Let them eat cake Giving small doses of egg to children 'can cure allergy'
Immunotherapy should not be attempted outside strictly controlled research conditions
11:51 GMT, 19 July 2012
Quiche, omelettes and pasta could be back on the menu for children with egg allergies, after scientists developed an effective exposure therapy.
In tests, more than a quarter of youngsters fed small amounts of egg lost the allergy altogether, while others showed higher tolerance to exposure to eggs.
The findings add weight to the concept of oral immunotherapy – where the immune system is taught to tolerate something with small but increasingly growing exposures.
A quarter of particpants were able to eat eggs after the treatment
Simliar studies have suggested the same approach could be useful in milk and peanut allergies.
But researchers from the John Hopkins Children's Center warn that although showing promising results, oral immunotherapy is still in its infancy and should not be attempted outside strictly controlled research conditions.
For the study, published in The New England Journal of Medicine, 35 of 40 children treated with egg immunotherapy experienced improvement.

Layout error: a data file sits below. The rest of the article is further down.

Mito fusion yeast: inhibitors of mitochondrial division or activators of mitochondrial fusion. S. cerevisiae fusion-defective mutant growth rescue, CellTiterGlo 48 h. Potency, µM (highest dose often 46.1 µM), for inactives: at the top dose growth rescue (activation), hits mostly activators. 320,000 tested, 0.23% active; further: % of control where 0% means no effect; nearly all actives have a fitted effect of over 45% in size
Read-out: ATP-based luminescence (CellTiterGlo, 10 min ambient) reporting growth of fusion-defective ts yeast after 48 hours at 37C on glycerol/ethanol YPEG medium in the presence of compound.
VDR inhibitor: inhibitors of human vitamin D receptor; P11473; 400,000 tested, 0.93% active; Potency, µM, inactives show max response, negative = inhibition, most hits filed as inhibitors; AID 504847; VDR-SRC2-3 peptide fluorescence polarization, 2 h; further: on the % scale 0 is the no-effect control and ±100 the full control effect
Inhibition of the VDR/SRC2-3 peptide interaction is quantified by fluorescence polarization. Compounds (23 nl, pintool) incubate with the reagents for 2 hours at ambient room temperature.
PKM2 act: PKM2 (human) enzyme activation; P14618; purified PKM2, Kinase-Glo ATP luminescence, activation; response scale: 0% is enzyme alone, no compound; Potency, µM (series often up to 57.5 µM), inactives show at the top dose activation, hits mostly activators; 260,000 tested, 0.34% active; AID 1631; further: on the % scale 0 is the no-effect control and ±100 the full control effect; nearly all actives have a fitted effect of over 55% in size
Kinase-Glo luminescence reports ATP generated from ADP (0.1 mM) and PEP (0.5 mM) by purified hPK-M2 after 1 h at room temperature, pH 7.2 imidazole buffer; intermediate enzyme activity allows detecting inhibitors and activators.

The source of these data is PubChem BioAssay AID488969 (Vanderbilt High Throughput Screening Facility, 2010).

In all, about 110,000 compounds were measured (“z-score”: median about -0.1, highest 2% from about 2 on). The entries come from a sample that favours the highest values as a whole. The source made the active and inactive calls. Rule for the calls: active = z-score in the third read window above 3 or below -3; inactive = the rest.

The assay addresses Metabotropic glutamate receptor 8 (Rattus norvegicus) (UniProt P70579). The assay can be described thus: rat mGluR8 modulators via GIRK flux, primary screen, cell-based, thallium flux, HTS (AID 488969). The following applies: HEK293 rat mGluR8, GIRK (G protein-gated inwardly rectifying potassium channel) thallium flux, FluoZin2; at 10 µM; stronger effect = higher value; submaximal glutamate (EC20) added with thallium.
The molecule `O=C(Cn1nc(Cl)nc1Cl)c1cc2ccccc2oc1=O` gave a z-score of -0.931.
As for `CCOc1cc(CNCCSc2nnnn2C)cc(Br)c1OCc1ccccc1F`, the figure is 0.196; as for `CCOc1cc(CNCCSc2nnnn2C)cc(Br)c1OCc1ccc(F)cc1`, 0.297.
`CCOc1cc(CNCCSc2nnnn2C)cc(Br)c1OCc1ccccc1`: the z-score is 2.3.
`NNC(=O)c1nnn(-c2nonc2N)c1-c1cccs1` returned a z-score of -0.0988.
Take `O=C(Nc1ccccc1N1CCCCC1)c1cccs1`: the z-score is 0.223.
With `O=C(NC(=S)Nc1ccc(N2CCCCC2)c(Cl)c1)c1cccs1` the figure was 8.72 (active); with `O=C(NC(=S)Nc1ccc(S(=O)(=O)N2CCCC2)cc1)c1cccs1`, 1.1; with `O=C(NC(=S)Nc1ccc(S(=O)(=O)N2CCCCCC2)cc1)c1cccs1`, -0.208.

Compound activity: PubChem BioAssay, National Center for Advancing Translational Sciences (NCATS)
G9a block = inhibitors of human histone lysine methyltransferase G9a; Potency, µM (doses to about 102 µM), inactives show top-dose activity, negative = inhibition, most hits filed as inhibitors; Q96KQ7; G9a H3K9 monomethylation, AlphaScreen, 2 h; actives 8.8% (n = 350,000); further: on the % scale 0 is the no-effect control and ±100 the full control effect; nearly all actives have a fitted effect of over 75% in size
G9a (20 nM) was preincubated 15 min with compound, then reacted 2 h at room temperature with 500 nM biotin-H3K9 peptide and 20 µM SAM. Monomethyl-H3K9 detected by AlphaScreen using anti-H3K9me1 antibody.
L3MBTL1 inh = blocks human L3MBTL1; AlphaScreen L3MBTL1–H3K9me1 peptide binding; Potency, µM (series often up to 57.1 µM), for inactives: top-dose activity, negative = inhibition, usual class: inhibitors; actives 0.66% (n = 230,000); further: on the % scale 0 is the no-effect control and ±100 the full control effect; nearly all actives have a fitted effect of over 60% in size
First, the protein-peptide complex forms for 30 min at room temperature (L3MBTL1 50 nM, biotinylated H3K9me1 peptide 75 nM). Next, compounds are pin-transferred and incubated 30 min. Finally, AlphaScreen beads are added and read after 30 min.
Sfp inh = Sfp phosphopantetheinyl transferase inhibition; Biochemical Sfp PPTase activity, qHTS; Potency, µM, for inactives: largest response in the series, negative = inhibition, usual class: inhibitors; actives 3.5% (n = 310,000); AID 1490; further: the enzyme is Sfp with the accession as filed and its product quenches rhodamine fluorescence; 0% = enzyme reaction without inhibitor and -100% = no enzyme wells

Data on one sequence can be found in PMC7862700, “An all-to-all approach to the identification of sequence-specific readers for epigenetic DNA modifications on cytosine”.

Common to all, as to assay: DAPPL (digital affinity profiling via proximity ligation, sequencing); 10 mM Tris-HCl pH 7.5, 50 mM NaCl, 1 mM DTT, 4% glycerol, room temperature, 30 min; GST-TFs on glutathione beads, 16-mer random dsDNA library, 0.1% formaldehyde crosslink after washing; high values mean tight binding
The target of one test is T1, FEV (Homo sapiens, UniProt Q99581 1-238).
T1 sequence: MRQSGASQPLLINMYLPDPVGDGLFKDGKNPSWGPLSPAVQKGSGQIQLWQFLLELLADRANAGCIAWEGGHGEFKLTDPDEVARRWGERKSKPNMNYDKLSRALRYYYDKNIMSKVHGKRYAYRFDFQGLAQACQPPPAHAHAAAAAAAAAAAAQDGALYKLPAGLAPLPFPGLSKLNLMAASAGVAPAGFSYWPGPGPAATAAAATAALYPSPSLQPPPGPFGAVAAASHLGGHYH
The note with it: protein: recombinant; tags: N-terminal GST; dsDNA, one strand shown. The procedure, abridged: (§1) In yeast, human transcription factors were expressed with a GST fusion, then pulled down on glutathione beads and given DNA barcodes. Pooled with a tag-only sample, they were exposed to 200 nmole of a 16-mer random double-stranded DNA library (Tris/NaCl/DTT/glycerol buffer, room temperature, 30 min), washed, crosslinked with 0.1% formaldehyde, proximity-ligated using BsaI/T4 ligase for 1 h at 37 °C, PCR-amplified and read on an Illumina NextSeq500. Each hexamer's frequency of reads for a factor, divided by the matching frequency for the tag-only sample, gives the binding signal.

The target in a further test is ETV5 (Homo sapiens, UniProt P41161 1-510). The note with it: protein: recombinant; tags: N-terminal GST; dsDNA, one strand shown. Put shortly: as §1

Five of the 40 patients dropped out of the study, four of them due to allergic reactions related to treatment.
Of the remainder, eleven experienced complete long-term elimination of egg-related allergic reactions, the most sought-after therapeutic outcome.
The rest of the children were able to tolerate higher doses of egg with only mild or no symptoms, but lost some of their tolerance after discontinuing treatment.
But researchers say a higher threshold of tolerance is an important therapeutic marker because it can protect against serious allergic reactions from accidental or incidental exposures and give patients and parents peace of mind at restaurants or parties where food control is difficult.
Dr Robert Wood said: 'More than a quarter of the children in our study lost their egg allergies altogether, but we also saw dramatic improvements in those who didn't, which in and of itself is an important therapeutic achievement.
'These children went from having serious allergic reactions after a single bite of an egg-containing cookie to consuming eggs with minimal or no symptoms.'